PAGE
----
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The Bible Chapel Blog

No Offseason in Life

Posted by Tunch Ilkin on

In the world of football, there is a clear line between the busy times and the down times. From September to January, there is nonstop action as players hit the practice field, study plays, and dedicate their time to preparing for the next game. Once game day rolls around, they are boarding planes and buses, often traveling through the night to get to the destination where the battle begins. After leaving it all on the field, the lights of the stadium have barely cooled off before they are back to running drills and training for their next face-off. 

After five months of constant hustle, the offseason hits. With no more games to crowd their weekly schedules, players have time to regroup – to rest, to train, to focus on improving their game, and to enjoy life outside of the arena.

We all know that life has no offseason, however. Between work, relationships, family, and the slew of odd jobs that occupy our time, we rarely catch a break.

With so many commitments vying for our attention, how do we make sure we don’t burn out?

How do we keep from neglecting the needs of those closest to us? And, most importantly, how do we make sure we keep connected with God?

As a husband, father, NFL veteran, play-by-play broadcaster, and men’s ministry director, Tunch Ilkin knows a thing or two about finding balance in life and managing time. The following is some advice from him about how you can maintain balance in your own busy life.

  1. Walk with God

    “I wake up, get my coffee, and get in the Word. Then, I go over my prayer list of things I don’t pray for regularly, or new people who I need to be praying for. After that, I go out the door for about an hour-long walk and pray for my children, my wife, my family, my friends, and things that are weighing heavily on my heart. One of my favorite guys in the Bible is Enoch, and all I know about Enoch is that ‘Enoch walked with God, and Enoch was no more.’ That statement is probably spoken figuratively, but I take it literally – so, I walk with God in the morning. I long for that. I feel God’s presence. I’m not thinking about emails or phone calls; I am focusing on people I need to pray for, and on giving thanks. When I get that time with the Lord in the morning, it sets the tone for the whole day.” I love what David says in the fifth Psalm, “In the morning Lord, you hear my voice; in the morning I lay my requests before you and wait expectantly.” David is making an appointment with God, and he intends to honor that commitment. I want to be like that.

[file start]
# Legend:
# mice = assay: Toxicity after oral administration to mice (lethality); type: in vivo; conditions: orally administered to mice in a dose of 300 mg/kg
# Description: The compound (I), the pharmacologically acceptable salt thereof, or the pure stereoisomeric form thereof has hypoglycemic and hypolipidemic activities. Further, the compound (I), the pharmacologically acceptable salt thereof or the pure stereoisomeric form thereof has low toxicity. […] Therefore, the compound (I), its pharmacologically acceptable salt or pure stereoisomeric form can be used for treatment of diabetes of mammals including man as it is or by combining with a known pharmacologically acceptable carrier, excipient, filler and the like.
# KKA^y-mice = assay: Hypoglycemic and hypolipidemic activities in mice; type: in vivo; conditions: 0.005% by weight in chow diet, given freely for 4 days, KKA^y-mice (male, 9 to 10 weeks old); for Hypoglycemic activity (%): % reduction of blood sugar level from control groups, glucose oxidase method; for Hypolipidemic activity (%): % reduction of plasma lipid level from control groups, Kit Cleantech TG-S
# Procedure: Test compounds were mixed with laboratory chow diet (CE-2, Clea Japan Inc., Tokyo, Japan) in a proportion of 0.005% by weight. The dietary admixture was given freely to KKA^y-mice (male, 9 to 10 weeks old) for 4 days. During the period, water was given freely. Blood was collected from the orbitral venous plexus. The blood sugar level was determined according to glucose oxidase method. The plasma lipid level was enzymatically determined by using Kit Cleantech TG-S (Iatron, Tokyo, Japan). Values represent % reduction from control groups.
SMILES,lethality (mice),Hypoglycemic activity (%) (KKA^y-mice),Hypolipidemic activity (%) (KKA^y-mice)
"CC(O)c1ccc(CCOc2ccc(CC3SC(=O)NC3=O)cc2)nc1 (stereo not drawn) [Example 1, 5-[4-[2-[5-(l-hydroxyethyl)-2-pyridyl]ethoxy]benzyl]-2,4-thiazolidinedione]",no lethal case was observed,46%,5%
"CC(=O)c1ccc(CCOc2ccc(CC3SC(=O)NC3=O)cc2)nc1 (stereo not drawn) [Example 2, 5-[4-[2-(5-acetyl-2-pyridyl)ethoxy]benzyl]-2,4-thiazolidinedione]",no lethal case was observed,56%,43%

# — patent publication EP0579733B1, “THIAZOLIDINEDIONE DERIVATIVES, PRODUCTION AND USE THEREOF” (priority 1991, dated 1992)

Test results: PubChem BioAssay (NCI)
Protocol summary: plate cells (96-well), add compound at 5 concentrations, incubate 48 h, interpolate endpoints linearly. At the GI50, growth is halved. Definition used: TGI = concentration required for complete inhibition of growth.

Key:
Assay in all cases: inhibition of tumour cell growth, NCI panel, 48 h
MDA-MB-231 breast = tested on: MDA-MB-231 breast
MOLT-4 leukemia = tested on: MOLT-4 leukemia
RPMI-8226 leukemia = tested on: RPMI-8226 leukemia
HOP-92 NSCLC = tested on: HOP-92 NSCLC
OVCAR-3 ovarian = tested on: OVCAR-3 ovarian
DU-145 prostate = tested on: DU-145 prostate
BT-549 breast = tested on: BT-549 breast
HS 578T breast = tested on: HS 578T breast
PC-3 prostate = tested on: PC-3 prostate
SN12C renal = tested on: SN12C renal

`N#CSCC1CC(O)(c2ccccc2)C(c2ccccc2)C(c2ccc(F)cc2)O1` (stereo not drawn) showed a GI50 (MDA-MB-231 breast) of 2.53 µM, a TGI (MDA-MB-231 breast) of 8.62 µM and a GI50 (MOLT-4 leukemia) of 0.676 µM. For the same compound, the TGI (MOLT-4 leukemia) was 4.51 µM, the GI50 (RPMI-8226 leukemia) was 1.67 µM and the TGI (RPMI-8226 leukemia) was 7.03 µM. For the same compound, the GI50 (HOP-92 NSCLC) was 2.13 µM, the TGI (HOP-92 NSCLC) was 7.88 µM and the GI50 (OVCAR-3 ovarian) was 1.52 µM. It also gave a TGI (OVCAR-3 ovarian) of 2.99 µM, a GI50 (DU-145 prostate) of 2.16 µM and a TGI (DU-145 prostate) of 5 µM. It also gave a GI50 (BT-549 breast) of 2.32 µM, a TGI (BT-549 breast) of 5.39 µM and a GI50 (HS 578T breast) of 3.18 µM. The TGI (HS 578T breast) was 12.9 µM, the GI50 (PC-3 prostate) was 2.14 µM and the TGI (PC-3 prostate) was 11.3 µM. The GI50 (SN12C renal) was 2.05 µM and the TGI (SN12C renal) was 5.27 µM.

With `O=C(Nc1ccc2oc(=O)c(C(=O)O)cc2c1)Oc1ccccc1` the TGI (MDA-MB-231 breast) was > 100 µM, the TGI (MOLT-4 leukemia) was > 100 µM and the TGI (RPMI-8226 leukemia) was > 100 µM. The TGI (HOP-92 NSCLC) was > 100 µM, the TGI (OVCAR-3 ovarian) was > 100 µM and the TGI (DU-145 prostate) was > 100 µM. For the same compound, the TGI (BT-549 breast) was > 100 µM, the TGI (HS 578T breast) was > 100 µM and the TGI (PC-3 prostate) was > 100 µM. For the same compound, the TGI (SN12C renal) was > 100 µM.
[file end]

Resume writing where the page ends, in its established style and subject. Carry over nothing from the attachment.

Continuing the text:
2. Prioritize Family Time

    “From a priorities standpoint, the football season is the toughest. It’s a grind, seven days a week, six months a year. I’m hammering – I come right back, get a quick lift in, and I go right to prepping for my radio show. It’s a fast pace, but I also want to make sure I have a date night with my wife, Karen, and make a point of seeing my children. My sons, Tanner and Clay and I are doing a Bible study on Monday nights, which to me is so great! I’m thankful that they want to come hang out. And I also love to hang out with my daughter, Natalie. I’ll say, ‘Hey, do you want to go get a cup of coffee or go for a walk?’ and we’ll spend that time together.”
  3. Exercise!

    “My hobby is working out, and I get that done early when nobody’s up so there’s nothing competing for that time. More than anything else, I work out for my head. I love the martial arts and boxing, and I pound the heavy bag because it takes the edge off of me. It’s funny – I’ll have my quiet walking time with the Lord, then I’ll come right back, head down to the gym and pound the heavy bag between every set I do. Then I feel great! I’m alert, but relaxed – focused and off-and-running. Chuck Noll used to say, ‘You’ve got to will your body.’ If it were easy, everyone would do it, so you’ve got to will your body beyond fatigue.”
  4. Fight Burnout by Putting the Brakes On

    “You know, I don’t realize I’m burned out until I’m worn out. Then, I realized I burn out because I allow my schedule to get away from me. I say yes to too many things because in my mind, I don’t look at the days leading up to and surrounding that date . . . Last year, I was burned out. I don’t want to say I felt physically sick, but I did feel like my stomach was in knots constantly and it was because I was doing too much. All of a sudden, the load lightened up in June. I realized I had let it get away from me, so I said I’m not going to do anything in July. I taught men’s group on Wednesday nights, but that was the extent of it. When I do get burned out, I put the brakes on.”
  5. Have Fun! Get Away, and Get with the Lord

    “In 14 years with the NFL, there were times at the end of the season where I was just plain beat But then I would do things to help that. Friday nights, my late wife, Sharon, and I used to go to dinner and a movie, and Karen and I still do that today. I need that two-and-a-half hour mind dump, and to me, a movie is the best entertainment . . . I also go on a hiking trip every year with friends. We’ve been to Phoenix, Tucson, Sedona, Death Valley, Ashville, and parts of the Appalachian trail. There’s something about being out in nature, seeing God’s creation, hiking to the summit of a mountain and looking down saying, “Oh, Lord, thank you. This is beautiful!” That’s another way I get past burnout. I get away and get with the Lord.”

So there you have it – 5 great lessons that you can apply to your life to fight burnout and thrive physically, spiritually and emotionally, even when life never gives you an offseason.

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